We’ll just be offering up a quick guide today – we’re going to go over a few of the core services and applications in your Windows Server 2012 installation. Newer sysadmins can think of this as something of a primer, while those with a bit more experience can potentially use it as a cheat sheet. Let’s dive right in, shall we?
As the name suggests, this utility provides the autoproxy service in a Windows Server installation. It’s really only relevant to you if you’re using automatic proxy configuration. Otherwise, you can safely disable it.
You’re probably already familiar with this service – it’s the primary tool through which most installations of Windows report and record system errors. The problem, of course, is that it’s not set to automatically report server errors. Thankfully, enabling it is simple – just open Server Manager, go to your local computer, and change “Windows Error Reporting” to “on.”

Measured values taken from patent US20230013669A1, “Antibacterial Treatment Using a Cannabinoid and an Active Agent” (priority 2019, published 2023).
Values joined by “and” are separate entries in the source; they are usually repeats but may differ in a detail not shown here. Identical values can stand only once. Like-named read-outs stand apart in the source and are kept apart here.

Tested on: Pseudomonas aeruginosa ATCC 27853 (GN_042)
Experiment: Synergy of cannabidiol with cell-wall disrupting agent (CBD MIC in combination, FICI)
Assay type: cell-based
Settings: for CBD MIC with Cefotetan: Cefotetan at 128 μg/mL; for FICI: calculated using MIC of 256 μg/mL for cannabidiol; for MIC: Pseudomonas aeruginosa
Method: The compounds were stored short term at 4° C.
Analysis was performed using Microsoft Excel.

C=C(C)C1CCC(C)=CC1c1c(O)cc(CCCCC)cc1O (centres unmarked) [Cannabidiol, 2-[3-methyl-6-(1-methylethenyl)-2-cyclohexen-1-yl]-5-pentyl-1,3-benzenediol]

Network Access Protection (NAP) Agent
Primarily meant for network-based remediation, the NAP agent collects and manages information regarding the health of client computers on a network. A client computer that doesn’t have the required software and settings can be quarantined from the network until its configuration is updated. Granted, not every administrator will use this – those of you who manage single servers won’t have much use for it, nor will those of you who manage your network through a secondary tool.
WSUS (Windows Server Update Services)
Now we’re getting into the important stuff. WSUS is a tool that allows administrators to easily manage and configure updates for client computers, allowing the users to download updates from an internal server rather than connecting through Windows update. This tool’s essential if you want to avoid stuff like, say, Microsoft’s forced Windows 10 ‘upgrades.’
Again, the details are in the name here. The suite of utilities that fall under the umbrella of this service allow administrators to configure, manage, and run Microsoft’s SQL Server Database Engine. Depending on what you’re using your Windows server for, there’s a good chance this service will go hand-in-hand with it.